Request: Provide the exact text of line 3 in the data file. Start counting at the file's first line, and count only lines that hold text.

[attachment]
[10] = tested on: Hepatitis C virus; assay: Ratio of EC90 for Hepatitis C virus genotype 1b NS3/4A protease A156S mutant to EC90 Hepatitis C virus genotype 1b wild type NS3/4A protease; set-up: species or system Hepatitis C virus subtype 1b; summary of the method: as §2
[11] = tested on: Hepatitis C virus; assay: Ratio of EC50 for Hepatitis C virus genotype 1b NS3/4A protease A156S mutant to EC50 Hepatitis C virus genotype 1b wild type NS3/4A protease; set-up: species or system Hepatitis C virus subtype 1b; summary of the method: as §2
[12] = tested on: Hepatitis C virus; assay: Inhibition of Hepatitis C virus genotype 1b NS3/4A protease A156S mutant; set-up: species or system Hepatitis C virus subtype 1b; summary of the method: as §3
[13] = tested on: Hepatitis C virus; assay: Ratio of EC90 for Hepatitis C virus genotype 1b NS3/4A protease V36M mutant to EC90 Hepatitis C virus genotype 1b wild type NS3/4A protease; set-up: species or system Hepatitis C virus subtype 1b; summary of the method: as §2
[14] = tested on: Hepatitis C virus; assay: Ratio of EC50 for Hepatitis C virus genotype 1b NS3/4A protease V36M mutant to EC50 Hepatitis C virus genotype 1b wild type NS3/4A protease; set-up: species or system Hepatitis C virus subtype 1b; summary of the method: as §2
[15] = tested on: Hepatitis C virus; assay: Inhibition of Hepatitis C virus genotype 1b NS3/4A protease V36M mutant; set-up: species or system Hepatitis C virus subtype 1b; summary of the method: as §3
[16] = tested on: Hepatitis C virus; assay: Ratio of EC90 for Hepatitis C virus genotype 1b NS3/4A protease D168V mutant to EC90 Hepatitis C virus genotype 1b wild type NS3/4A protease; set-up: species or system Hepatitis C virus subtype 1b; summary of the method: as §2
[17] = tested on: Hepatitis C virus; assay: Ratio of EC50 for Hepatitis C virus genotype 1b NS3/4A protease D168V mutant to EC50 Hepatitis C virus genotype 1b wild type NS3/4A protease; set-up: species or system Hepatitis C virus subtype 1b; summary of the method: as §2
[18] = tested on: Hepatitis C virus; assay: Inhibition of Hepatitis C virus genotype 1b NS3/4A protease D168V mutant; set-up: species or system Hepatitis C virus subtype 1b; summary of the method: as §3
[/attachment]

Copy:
[12] = tested on: Hepatitis C virus; assay: Inhibition of Hepatitis C virus genotype 1b NS3/4A protease A156S mutant; set-up: species or system Hepatitis C virus subtype 1b; summary of the method: as §3